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An Interview with Rhonda Parrish

In anticipation of the flood of interviews loyal readers will soon have to peruse, here is a fascinating Q & A with Alberta Author Rhonda Parrish, author of A is for Apocalypse and upcoming follow-up B is for Broken.



  1. When did you first realize that you liked the horror/apocalypse genre?

You know how when an interviewer asks someone ‘When did you first start writing?’ and they say, ‘Ever since I was old enough to hold a pencil,’ and you kind of sigh because while you believe what they’re saying is true, you really wanted to read a different answer to that question? Well… this is kind of that.

I have liked horror and apocalyptic themes for as long as I’ve known they exist. For example, when I was a kid we didn’t play house, we played runaways. The idea was that we’d (my siblings and I) run away from home and we were out in the wild alone somewhere, trying to rebuild a life while fighting off monsters. More survivalist-y than apocalyptic perhaps, but the two definitely go hand-in-hand, don’t they?

As for horror, my mother was a horror fan and we were always welcome to read anything on her bookshelves and join her in watching scary movies. I watched the original Dawn of the Dead when I was about 7 or 8, and various other 70s and 80s horror movies before that… and I remember reading Stephen King far earlier than any of my friends (I did a book report on Christine when I was in grade 4. Looking bad I kind of feel bad for my grade 4 teacher LoL What an awkward position to be put in).

So… yeah. Pretty much forever

  1. What scares you?

So many things.

Losing the people and pets I love.




Climate change.

50% of the Earth’s animals wiped out in the past 40 years.




  1. Why do you think people are so intrigued by zombies and ideas of the apocalypse? Why are you drawn to these topics?

Oh wow… I could write thousands and thousands of words on each of these questions LOL I won’t, don’t worry, but I could.

One of the things I think draws people to zombies is their uncanny nature. They are like us, but they aren’t us. That is horrifying! Also, I suspect they play into our fear of death… and relieve it a little bit. Once you see that thing which is worse than death, it makes dying seem like maybe it’s not so scary/bad after all.

As to why I’m drawn to zombies and the apocalypse… well, again, so many reasons, but one of the big ones is this: don’t we all, at least a little bit, want to be one of the few left standing at the end of the world? The ones to start over and do it right? I do.

Also I stress and worry about the things humankind are doing to our planet and the creatures we share it with. Often that takes the form of self-interested “This is bad because it has the potential to affect me!” thoughts, but sometimes… sometimes I find myself thinking about how much better it would be for every life form except people if most of us were just wiped off the face of the earth. That requires specific types of apocalypses but still…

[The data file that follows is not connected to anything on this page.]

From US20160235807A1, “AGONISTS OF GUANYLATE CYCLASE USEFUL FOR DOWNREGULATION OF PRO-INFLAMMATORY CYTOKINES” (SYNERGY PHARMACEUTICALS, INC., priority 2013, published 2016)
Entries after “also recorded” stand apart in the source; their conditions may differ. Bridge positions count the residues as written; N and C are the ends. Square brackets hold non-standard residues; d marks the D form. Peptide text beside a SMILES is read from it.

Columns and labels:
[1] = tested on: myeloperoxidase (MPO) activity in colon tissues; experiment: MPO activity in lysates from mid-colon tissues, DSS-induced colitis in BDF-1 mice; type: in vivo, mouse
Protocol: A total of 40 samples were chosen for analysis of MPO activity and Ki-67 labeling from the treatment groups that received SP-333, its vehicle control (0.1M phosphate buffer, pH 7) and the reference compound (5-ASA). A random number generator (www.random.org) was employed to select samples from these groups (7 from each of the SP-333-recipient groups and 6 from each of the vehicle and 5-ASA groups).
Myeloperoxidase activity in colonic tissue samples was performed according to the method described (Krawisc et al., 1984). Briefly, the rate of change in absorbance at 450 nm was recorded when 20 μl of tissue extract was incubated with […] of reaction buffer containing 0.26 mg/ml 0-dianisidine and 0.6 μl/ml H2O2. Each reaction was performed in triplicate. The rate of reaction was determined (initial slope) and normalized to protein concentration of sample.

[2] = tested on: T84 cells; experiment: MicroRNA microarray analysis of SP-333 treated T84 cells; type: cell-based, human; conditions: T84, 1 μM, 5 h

LoL and now I sound completely cynical and pessimistic. And I’m not. Remember the part where I want some people to be left standing (self-servingly I want to be one of them, but still…)? That’s because I really enjoy the re-building part of apocalyptic fiction and fantasies too. Especially zombie apocalypses.

  1. Could you tell us about a few of your other interests?

I read, of course. A lot. Of course.

And I enjoy gaming. I’m in between major addictions right now and spend most of my video game time with old school Plants vs. Zombies or Sims 4 with a little Hearthstone thrown in. I’ve recently started playing tabletop Dungeons and Dragons again, too. In some ways it’s a crazy jump from 2nd to 5th edition, but in other ways it’s completely comfortable and familiar. I’m falling in love with it all over again.

I also like crafty stuff. I quilt, cross-stitch, crochet, paint fabric, that kind of thing. I used to joke that I was grandmother trapped in a younger woman’s body… but as I get older that joke has become less and less funny. Go figure.

  1. Zombie poems? What a brilliant and unusual idea to make an entire book of them! Whatever gave you the idea? How do you think people will react to it?

I make a habit of participating in the November Poem-a-Day challenge (with varying degrees of success), and several years ago my theme for the challenge was zombies. Most of the poems in White Noise came from that challenge. They’re polished up, of course, and many of them have been published between now and then, but that’s where they come from. Now that all the various rights have returned to me, it just seemed like a natural thing to bundle them together into a collection.

  1. What advice would you give to people who want to write scary stories?

I’m not really good at generalized advice, partly because I really firmly believe that we each have to carve our own path. What works for me may not work for someone else and vice versa. However, I do think that Samuel Beckett was on to something when he said, “Ever tried. Ever failed. No matter. Try again. Fail again. Fail better.”

On a pseudo-related note, my next tattoo is going to be one which says ‘Fail better’.

…that’s not super helpful is it? See? This is another reason I don’t do generalized advice LOL



Many thanks to Ms. Parrish and to our interviewer Virginia Carraway Stark for this engaging interview.

You can find more about Rhonda and her works at


-Tony Stark.

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